Gary Alan Coe -- better known as "Gary from Chicago," who made a splash at this year's Oscars -- is opening up about his troubled past, and what his plans are for the future.
While the 2017 Academy Awards were, as usual, packed with A-listers, the spotlight truly fell on Gary and his fiancée, Vicky -- two tourists that unwittingly became celebs when host Jimmy Kimmel brought them out to meet the stars as part of a Oscars sketch.
Hours after Gary and Vicky enjoyed their 15 minutes of fame, however, details about Gary's legally troubled past began to surface. It turns out that the charming tourist was released from prison, after serving 20 years, just three days before his big moment at Hollywood's biggest awards show.
Gary, Vicky and Gary's attorney, Karen Nash, spoke with ET on Tuesday, and opened up about Gary's rocky past and how he's changed after two decades behind bars.
For Gary, getting candid about his past and his long road to release stirred up a lot of emotions, but he didn't shy away from expressing how he truly felt, sharing, "I'm a man and real men cry."
"I'm a changed man," Gary told ET. "Anyone can do it and it's hard work, it was not easy. It was very painful and now I am a changed man."
Gary -- who said his personal slogan has become, "Anybody can change, why not me?" -- got his lengthy sentence for stealing perfume in 1997.
"Gary was sentenced [to] 25 to life under the former three strikes law in California," explained Nash, the public defender who was instrumental in securing Gary's release. "He had strike priors for robbery. He also did have a conviction in 1975 for an attempted rape and it was 40 years ago. He was a teen when it happened. So that’s why a lot of people have been talking about this case and there’s been a lot of inaccurate information out there."
Earlier this year, following an amendment to the three-strikes law, Gary was re-sentenced, and his sentence was reduced from 25 years to six years. Per pre-sentencing credits, and time served, he was fully discharged on Feb. 23.
As for the Oscars sketch that brought his story into the spotlight, the couple recounted what the experience was like, and how the stunt was pulled off.
Gary said that he and Vicky hadn't planned on going on any kind of tour while walking around Hollywood, but when they stopped to sit, they were approached by someone who turned out to work for Kimmel, and were offered a free tour.
"Little did we know that there was a surprise of our lives waiting for us," he said. "They took our phones and gave us phones to take pictures with but we never knew what was going on. We thought we were going to take pictures of dresses, jewelry and all that kind of stuff."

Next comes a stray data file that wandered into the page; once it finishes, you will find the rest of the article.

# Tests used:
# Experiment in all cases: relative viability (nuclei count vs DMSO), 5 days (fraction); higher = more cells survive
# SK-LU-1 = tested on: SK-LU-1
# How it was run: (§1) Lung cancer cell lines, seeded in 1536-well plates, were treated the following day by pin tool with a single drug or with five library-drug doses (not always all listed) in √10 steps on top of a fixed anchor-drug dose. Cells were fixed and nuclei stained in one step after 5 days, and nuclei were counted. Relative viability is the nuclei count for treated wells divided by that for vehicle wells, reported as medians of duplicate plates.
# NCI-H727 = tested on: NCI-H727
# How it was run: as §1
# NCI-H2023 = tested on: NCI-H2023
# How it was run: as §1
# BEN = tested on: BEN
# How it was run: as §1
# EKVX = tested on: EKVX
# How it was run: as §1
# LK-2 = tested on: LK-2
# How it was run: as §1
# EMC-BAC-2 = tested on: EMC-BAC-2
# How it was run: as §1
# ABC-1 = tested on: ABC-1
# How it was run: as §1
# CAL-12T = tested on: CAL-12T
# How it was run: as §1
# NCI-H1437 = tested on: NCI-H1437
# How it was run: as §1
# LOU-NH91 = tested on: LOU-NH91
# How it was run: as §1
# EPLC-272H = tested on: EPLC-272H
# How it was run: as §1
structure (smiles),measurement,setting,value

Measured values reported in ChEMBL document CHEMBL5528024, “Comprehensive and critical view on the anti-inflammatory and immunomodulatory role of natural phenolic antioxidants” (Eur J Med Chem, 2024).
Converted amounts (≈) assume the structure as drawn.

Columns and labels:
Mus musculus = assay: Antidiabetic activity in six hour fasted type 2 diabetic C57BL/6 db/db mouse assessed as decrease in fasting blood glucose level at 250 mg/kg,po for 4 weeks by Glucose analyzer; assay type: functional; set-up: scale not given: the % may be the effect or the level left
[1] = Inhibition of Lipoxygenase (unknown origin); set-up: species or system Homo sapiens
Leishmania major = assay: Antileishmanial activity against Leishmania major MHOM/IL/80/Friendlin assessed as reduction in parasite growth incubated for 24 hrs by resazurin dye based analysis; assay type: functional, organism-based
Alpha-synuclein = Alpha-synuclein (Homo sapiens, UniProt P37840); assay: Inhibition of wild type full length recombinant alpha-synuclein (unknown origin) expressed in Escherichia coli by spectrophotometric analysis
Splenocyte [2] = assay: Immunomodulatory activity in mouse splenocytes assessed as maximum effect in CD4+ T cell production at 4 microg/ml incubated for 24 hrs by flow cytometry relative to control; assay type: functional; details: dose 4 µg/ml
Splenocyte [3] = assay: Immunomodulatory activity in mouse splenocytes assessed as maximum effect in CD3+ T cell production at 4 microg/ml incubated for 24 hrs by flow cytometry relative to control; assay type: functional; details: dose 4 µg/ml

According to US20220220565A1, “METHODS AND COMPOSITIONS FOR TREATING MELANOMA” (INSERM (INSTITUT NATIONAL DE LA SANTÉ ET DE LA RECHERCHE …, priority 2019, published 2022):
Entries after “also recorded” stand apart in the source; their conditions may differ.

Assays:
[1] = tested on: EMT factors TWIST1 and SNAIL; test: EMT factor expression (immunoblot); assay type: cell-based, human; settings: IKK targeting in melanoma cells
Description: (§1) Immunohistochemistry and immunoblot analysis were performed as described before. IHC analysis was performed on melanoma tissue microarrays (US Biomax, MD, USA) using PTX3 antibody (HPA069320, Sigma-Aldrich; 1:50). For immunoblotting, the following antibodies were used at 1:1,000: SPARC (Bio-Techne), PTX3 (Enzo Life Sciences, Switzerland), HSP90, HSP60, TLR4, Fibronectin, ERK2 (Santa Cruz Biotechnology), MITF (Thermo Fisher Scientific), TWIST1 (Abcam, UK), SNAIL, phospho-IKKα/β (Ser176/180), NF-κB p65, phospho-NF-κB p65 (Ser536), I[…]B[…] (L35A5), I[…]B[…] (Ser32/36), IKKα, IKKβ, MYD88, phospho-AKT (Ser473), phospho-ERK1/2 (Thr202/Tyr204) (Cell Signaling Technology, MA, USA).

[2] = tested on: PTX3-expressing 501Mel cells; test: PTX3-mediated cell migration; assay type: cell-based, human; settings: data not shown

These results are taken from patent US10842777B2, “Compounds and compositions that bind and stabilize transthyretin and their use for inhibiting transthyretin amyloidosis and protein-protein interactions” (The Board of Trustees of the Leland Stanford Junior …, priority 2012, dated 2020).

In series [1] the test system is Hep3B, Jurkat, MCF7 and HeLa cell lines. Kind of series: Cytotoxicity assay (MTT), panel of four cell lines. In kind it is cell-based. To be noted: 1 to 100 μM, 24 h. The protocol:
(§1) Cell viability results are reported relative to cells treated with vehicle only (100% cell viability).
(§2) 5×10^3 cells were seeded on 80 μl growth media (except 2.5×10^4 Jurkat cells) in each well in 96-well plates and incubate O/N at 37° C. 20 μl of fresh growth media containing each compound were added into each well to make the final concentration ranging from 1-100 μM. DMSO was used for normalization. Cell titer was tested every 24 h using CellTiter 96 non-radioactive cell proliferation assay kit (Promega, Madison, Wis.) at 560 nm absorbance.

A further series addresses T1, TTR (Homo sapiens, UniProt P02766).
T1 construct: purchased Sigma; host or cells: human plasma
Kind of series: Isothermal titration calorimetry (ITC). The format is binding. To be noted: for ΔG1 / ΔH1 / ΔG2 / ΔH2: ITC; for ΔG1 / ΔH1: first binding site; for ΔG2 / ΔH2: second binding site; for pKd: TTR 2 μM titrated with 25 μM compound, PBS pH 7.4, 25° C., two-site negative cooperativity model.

"When the tour bus came in they had metal detectors," Gary recalled of the security measures the Oscars implemented before allowing the group into the awards show. "They warned us and made sure we didn't have any weapons or whatever, like a normal security check. And then as we went in, we were still thinking we we're gonna see [Oscar wardrobes]."
"And hold an Oscar," Vicky added.
While the group ended up getting a lot closer to the Oscar ceremony than they ever imagined, only Gary ended up getting to hold one of the coveted statuettes.
"I got to hold an Oscar with Mahershala Ali," Gary recalled. "So it turned out to be a wonderful, wonderful experience."
As for his fiancée, Vicky said she had two highlights from the evening: when she got a kiss from Ryan Gosling and when Denzel Washington pretended to marry the couple in front of the entire audience on live TV.
While Gary has seen the public attention as a chance to tell his side of the story about his long stint in prison, he's realistic about the challenges he's going to be facing in the years ahead of him, considering his status as an ex-convict.
"I'm looking for work. I can't do anything without a job. And I'll do anything. I mean anything, literally, so I can work," he explained. "Some people can't find a job cause they don't want to work at McDonalds or Burger King. I'll work anywhere I can to take care of my family. A job is a job."
According to Gary, he hopes his freedom and momentary fame will provide comfort for others who are serving time and waiting to return to their lives outside the prison walls.
"A lot of guys in prison are watching me right now and I got out so that's hope for them too," Gary shared. "When you change your life and you get out of prison, now you have to do the right thing. And so there's a good story to this."